5. Marlys White, Santa Fe, NM August 24, 2013 at 11:13 pm #

    A friend sent me information about your book and your web site. I found it extremely interesting and admire your courage and dedication to getting your life story out. Keep up the great job you are doing. Thank you for sharing your story. I can’t wait to read your book.

    • Leo Keukens August 25, 2013 at 11:19 pm #

      Thank you for your encouragement, Marlys.


  6. Melaine Castellanos August 27, 2013 at 11:21 am #

    I’m extremely impressed along with your writing abilities and also with the format in your blog. Is this a paid subject matter or did you customize it your self? Anyway keep up the excellent quality writing, it’s uncommon to see a great blog like this one these days..

    • Leo Keukens August 27, 2013 at 5:05 pm #

      Thank you for your comments regarding the quality of my blog posts. To answer your flattering question, yes I write all of them myself except in the few instances when I indicate I am quoting another source.


  7. Peter Visser, South Africa September 7, 2013 at 7:29 pm #

    Hi Leo,
    Your book will be of particular interest to me as I was also interned as a young boy. I was in Tjideng, Kramat and by war’s end Kampong Makassar. I was 2 years old when first interned and 5 liberated. I, too, am writing a story about those awful years but only for my younger siblings and their families and my grand- and great-grandchildren. My parents never talked much about their experiences while they were alive and I came across your site during my research. I’d like to know more about you – perhaps we may even have known each other back then!

    • Leo Keukens September 9, 2013 at 5:21 pm #

      I am glad you found my web site, Peter. Like most families, my family did not talk much about their camp experiences either. Few people did. Why would they? As all adults and boys older than 10 – 11 were in different camps, most members of a family had their own traumatic story.

      I understand that Tjideng indeed was an awful camp, even for someone only 3 – 4 years old like you were then. My camps were on the opposite end of Java: Soerabaja (Surabaya), Moentilan (Muntilan) and Banjoebiru (Banyubiru).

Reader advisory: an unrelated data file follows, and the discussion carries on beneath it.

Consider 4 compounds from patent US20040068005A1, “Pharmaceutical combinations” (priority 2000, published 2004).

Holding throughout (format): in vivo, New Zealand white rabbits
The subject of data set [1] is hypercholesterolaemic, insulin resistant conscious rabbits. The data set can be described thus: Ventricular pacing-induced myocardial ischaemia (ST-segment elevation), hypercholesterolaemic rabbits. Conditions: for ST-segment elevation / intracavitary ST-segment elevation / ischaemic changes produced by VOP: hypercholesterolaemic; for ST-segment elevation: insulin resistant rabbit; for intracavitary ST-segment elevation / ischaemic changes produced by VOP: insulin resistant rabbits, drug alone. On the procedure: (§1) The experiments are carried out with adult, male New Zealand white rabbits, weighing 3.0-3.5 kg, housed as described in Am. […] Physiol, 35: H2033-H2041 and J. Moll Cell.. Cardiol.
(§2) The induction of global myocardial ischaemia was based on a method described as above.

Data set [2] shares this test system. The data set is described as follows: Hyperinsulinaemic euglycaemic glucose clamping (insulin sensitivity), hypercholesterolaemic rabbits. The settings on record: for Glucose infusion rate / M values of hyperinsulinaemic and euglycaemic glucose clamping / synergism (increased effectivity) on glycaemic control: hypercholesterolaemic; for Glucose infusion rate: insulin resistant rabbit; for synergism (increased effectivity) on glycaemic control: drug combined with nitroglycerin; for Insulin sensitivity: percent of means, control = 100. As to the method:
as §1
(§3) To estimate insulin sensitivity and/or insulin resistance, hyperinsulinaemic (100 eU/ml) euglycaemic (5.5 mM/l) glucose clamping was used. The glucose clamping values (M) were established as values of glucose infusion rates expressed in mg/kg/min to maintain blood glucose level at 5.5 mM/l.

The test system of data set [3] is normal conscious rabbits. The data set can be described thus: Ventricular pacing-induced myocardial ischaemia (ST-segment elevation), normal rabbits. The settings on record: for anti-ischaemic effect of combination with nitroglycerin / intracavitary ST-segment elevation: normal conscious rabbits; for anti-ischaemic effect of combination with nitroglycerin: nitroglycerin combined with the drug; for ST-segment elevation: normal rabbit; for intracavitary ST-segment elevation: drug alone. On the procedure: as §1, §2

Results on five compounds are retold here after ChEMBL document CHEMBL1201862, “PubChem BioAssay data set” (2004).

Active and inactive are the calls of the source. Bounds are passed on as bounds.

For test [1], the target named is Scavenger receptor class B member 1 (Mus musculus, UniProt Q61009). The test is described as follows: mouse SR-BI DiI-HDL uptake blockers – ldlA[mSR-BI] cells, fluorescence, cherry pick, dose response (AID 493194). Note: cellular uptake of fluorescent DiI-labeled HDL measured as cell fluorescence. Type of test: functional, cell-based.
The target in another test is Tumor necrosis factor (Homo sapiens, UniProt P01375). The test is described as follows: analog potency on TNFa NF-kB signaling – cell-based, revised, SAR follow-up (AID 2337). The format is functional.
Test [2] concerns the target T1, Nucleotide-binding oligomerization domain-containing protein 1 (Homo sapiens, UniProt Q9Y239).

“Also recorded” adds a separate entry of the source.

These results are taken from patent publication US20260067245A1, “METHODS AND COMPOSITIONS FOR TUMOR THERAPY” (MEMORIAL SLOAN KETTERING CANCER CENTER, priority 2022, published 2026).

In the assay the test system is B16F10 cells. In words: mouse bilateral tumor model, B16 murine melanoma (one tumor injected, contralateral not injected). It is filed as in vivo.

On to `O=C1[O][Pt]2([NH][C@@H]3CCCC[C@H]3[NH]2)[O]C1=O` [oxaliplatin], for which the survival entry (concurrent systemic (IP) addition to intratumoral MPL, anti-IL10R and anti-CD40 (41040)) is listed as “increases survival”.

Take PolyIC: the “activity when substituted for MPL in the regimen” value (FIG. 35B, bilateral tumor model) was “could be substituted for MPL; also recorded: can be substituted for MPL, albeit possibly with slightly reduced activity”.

8. David Richards September 8, 2013 at 5:35 pm #

    Leo, I’m anxiously awaiting the book. This is a fascinating topic and your first-hand experience is invaluable. I’m curious as to your thoughts or plans on the delivery of the book itself, with so many different avenues available these days. Best wishes, David

    • Leo Keukens September 9, 2013 at 5:47 pm #

      Thanks, David.

      Good question. My present plan is to have the book published the old fashioned way, by a publishing house using an agent. Considering the amount of professional interest that I have received so far I have high hopes of being able to accomplish that. If this does not come about quickly enough, however, I intend to use one of the other avenues that provide the highest quality. One way or the other, I hope you won’t have to wait too long.


  9. Arnoldo Gladney October 10, 2013 at 6:01 pm #

    Hi there! This article could not be written much better!
    Going through this article reminds me of my previous roommate! He always talked about this. I will send this information to him.
    Fairly certain he’ll have a great read. Thanks for sharing!

  10. Tetske January 24, 2014 at 2:48 pm #

    First I like to thank you for writing your story. Not many books and films are made about this subject. There are so many things missing about this part of WW2 history. It always seems like that there was only one Second World War in Europe and little about the war in the Pacific, and nothing about the war in East and Southeast Asia. Not many people know it was a global tragedy which started in Asia in 1931 with Japan’s invasion of Manchuria. As Werner Gruhl tells in his book that this was very likely the beginning of World War Two. When you say Holocaust, people immediately connect it with the Jews and Nazi Germany. Little is known about the other holocaust committed by Japan.